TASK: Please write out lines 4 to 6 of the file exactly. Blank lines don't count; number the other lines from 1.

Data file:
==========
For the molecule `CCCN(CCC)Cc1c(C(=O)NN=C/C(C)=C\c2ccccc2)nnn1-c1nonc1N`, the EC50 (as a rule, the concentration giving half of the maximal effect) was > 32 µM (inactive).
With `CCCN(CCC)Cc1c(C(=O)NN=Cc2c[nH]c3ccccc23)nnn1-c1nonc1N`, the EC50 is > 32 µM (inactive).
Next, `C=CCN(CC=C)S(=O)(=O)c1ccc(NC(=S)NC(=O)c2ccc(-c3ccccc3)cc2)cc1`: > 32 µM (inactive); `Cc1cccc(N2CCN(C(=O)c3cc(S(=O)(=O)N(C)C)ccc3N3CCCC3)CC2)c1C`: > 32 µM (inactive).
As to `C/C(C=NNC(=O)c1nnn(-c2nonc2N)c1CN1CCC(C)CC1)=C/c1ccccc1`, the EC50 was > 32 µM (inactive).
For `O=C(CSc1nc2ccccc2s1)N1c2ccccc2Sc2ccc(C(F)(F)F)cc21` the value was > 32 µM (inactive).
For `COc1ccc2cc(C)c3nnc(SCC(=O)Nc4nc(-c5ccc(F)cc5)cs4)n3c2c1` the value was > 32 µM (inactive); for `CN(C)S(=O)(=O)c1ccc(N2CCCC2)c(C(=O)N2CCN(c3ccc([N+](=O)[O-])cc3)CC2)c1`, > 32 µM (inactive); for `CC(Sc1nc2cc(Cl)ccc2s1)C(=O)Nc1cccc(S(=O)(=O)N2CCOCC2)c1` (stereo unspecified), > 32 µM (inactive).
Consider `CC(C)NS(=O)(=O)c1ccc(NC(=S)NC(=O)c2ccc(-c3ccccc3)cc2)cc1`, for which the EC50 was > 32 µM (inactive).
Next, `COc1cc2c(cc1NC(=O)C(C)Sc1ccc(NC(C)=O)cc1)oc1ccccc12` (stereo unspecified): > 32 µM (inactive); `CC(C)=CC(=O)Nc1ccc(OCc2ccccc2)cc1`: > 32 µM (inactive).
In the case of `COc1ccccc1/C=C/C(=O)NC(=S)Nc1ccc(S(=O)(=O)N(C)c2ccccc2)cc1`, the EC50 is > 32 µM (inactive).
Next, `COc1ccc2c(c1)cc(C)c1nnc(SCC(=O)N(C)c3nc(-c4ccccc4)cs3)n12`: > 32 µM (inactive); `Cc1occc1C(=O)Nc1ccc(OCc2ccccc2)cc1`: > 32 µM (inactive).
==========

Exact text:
As to `C/C(C=NNC(=O)c1nnn(-c2nonc2N)c1CN1CCC(C)CC1)=C/c1ccccc1`, the EC50 was > 32 µM (inactive).
For `O=C(CSc1nc2ccccc2s1)N1c2ccccc2Sc2ccc(C(F)(F)F)cc21` the value was > 32 µM (inactive).
For `COc1ccc2cc(C)c3nnc(SCC(=O)Nc4nc(-c5ccc(F)cc5)cs4)n3c2c1` the value was > 32 µM (inactive); for `CN(C)S(=O)(=O)c1ccc(N2CCCC2)c(C(=O)N2CCN(c3ccc([N+](=O)[O-])cc3)CC2)c1`, > 32 µM (inactive); for `CC(Sc1nc2cc(Cl)ccc2s1)C(=O)Nc1cccc(S(=O)(=O)N2CCOCC2)c1` (stereo unspecified), > 32 µM (inactive).